Many of us have worked in big bureaucracies or other systems in which Rule #1 seems to be “nothing makes sense.” We can spend much of our time frustrated and angry about how illogical the decisions of others may seem. Sometimes these decisions impact us directly; at other times, they just seem to perpetuate the prevailing dysfunction. Each person’s situation is unique, of course, but there are some coping skills that may be helpful across the board.
One of the first internal questions to ask is “what is in my control?” There is a concept called “Spheres of Influence.” Concentric circles are often used to illustrate this model. In his book, “The 7 Habits of Highly Effective People”, Stephen Covey describes our “Circle of Influence” vs our “Circle of Concern.” Other models add a third circle to this concept the “Circle of Control.”
The innermost circle is called the “Circle of Control.” This represents ourselves and those closest to us. Basically, we can only control our own actions. The next circle is called the “Circle of Influence”: we have an impact on those with whom we work or interact. The outermost circle is the “Circle of Concern.” Sometimes what we do will have a ripple effect on the greater system, but this area is where we have the least control.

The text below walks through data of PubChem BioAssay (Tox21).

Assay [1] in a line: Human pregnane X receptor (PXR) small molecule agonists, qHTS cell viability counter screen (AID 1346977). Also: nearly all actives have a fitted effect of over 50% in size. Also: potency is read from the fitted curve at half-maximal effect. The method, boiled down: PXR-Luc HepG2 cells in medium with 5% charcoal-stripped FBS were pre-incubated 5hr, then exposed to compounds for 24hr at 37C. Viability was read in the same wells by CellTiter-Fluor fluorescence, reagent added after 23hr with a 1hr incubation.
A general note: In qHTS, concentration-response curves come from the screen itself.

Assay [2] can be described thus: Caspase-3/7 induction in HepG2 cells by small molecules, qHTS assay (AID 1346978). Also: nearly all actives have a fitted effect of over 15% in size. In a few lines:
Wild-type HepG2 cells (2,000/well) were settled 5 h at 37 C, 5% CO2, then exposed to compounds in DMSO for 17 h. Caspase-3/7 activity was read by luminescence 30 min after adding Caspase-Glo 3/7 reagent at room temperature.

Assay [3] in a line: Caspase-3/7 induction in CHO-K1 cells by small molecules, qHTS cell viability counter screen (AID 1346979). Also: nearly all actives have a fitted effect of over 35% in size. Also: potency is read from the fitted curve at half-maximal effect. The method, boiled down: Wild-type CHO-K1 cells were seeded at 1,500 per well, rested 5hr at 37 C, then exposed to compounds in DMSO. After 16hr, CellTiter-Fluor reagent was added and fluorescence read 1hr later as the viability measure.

Much of our frustration can come from wanting change in the sphere where we have the least control. Assessing where we can have the most impact can allow us to use our energy most efficiently. We can develop proactive plans within our sphere of control, as reflected with these affirmations: “I do my job with integrity, ”My groups are of a high quality”, “I treat my customers/coworkers with respect” etc. Having pride in what is in our control can mitigate some of the frustration.
Other coping skills include self-care such as having outlets outside the job. Physical outlets or creative outlets can be especially restorative. Having trusted supports and select people to talk to can also help. This is different from the general complaining that many do on the job. Trusted supports give us a supportive, non-judgmental space to explore our situation while maintaining confidentiality. In addition, looking for evidence that things will get better can sustain hope and energy through difficult periods.
These suggestions are not to say that talking to supervisors, making suggestions or being an advocate for systemic change is discouraged. There are numerous pathways to working in those outer spheres. The pattern that is most unhealthy is railing about the system, and not taking action in the areas where change is most possible. According to Covey, people reduce their field of influence by focusing on the circle of concern.
Ultimately, we can choose to leave a system that is toxic or “insane.” In the meantime, or if it is not possible to leave, we have strategies to protect our own emotional health. Over the years, although we may have heard it many times, the words of the Serenity Prayer still ring true. “God grant me the serenity to accept the things I cannot change, courage to change the things I can, and the wisdom to know the difference.”
Learn more about the author of this post: Pat Harthun, LCPC